Subcortical segmentation output using FIRST, FreeSurfer and Multi-atlas segmentation in the same subject and slice location. Differences are evident in the segmentation of the putamen [pink in (a) and (b), dark yellow in (c)] and the pallidum [blue in (a) and (b), bright yellow in (c)].

Subcortical segmentation output using FIRST, FreeSurfer and Multi-atlas segmentation in the same subject and slice location. Differences are evident in the segmentation of the putamen [pink in (a) and (b), dark yellow in (c)] and the pallidum [blue in (a) and (b), bright yellow in (c)].

Agreement between different software packages for subcortical segmentation. While large (>3000 mm3) structures with distinct gray matter-white matter contrast such as the thalamus are well-delineated and consistent among software, segmentation of smaller structures such as the amygdala shows considerable variability and bias depending on the software used. The plots for Caudate, Putamen, Hippocampus, Pallidum were similar to Thalamus. However, the putamen showed a proportional error between FreeSurfer and Multi-atlas measurements. Accumbens, which is a small structure and has no discernible gray-white matter contrast, showed surprisingly good agreement between software packages.

Agreement between different software packages for subcortical segmentation. While large (>3000 mm3) structures with distinct gray matter-white matter contrast such as the thalamus are well-delineated and consistent among software, segmentation of smaller structures such as the amygdala shows considerable variability and bias depending on the software used. The plots for Caudate, Putamen, Hippocampus, Pallidum were similar to Thalamus. However, the putamen showed a proportional error between FreeSurfer and Multi-atlas measurements. Accumbens, which is a small structure and has no discernible gray-white matter contrast, showed surprisingly good agreement between software packages.
Table 4

Subcortical volume measurement using FIRST, FreeSurfer, and Multi-Atlas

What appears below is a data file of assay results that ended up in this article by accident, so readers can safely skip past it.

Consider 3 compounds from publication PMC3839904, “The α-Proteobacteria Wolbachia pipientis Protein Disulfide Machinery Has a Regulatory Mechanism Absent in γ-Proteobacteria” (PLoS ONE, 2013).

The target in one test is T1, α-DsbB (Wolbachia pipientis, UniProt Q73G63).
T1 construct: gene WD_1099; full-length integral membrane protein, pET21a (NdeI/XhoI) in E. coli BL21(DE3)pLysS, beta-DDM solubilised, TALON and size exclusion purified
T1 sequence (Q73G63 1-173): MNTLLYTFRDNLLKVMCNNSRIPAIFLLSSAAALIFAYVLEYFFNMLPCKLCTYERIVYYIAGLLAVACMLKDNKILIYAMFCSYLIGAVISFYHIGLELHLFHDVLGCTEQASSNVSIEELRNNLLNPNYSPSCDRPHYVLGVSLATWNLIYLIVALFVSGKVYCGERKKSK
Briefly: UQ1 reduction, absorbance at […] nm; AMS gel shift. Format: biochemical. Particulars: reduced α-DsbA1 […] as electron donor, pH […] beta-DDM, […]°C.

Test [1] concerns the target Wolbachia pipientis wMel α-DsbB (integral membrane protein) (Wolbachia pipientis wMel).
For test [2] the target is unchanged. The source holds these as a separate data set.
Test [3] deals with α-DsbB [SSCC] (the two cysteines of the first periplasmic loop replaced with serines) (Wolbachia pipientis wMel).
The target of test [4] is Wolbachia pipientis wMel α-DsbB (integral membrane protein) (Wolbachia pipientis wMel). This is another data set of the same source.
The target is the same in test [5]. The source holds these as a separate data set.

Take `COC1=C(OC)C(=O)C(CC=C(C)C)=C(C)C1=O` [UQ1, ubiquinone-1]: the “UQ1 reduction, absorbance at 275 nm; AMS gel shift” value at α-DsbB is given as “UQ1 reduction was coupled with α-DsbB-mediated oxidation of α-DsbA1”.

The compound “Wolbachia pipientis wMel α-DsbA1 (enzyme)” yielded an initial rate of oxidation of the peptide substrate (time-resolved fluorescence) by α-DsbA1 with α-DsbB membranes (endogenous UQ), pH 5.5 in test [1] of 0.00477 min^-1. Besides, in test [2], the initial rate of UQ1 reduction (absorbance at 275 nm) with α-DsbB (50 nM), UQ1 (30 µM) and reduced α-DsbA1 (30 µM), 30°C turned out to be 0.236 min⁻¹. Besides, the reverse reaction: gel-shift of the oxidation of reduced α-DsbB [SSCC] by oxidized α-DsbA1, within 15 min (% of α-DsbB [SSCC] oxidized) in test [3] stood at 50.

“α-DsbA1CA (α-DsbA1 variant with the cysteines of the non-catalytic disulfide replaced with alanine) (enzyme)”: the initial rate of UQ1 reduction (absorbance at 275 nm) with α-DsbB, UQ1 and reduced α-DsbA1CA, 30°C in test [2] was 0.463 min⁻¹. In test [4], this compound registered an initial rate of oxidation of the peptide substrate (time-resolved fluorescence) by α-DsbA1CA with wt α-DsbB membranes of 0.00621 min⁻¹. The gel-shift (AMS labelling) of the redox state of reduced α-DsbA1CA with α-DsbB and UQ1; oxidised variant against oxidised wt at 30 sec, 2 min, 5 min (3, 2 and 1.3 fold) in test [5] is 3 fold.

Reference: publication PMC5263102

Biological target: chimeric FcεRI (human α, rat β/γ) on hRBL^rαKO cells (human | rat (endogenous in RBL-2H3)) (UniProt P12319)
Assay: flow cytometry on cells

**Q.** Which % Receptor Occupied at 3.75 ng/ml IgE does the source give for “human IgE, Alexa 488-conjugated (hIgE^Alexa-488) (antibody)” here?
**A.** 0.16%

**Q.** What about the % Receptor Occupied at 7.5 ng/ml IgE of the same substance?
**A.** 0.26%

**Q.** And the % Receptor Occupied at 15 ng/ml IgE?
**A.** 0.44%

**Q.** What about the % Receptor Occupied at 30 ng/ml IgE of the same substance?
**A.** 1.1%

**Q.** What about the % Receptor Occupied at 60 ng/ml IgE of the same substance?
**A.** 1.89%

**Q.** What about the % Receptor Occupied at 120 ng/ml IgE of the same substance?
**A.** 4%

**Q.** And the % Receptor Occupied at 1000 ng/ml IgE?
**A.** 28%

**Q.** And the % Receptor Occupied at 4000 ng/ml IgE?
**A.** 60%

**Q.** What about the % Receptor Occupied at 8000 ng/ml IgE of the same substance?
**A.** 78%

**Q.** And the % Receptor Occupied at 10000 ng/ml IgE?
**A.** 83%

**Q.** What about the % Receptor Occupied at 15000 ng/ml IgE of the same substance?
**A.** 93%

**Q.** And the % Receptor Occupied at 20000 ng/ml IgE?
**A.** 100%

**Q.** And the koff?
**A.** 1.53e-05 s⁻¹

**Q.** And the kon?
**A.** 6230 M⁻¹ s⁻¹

Volumes (mm3)ThalamusCaudatePutamenPallidumHippocampusAmygdalaAccumbens
Intra-class correlation [95% confidence intervals]
FIRST &Multi Atlas0.750.850.780.640.780.060.83
FreeSurfer &Multi-Atlas0.690.860.770.740.790.390.45
FIRST &FreeSurfer0.830.850.710.540.82–0.170.44
Fishers - Z
FIRST &Multi-Atlas1.
FreeSurfer &Multi-Atlas0.861.371.
FIRST &FreeSurfer1.21.330.960.611.15–0.170.48


In this work, we have identified data sets from the two databases; ADNI and PPMI, that provide similar volumetric measurements on healthy subjects. We also show that there is consistency between volumetric measurements calculated with FreeSurfer, FIRST, and the multi-atlas approach in most regions.

ADNI and PPMI data sets (ADNI1 and PPMI2) from the same (in this case, Siemens) scanners and identical TI values were similar. PPMI data with different in-plane resolution and manufacturer (Philips) showed differences in volumetric measures in subcortical and posterior cortical structures. While the differences in scanner manufacturers maybe a contributing factor, the observed difference is more likely due to difference in the application of magnetization inversion to enhance gray matter-white matter contrast. Other studies [8, 12] suggest that scanner differences and nominal differences in imaging resolution do not affect cortical and subcortical volume measurements. Our previous work shows that tissue segmentations with different TI values produce significantly different volumetric outcomes [13]. In this study, in the absence of inversion, with T1 of gray matter = 1100 ms, and T1 of white matter = 800 ms at 3T, the ratio of signal intensities following using a simple inversion recovery is 1.07, while at a TI = 900 ms, it is 1.69. The higher contrast between the white and gray matter are likely to result in better segmentation boundaries.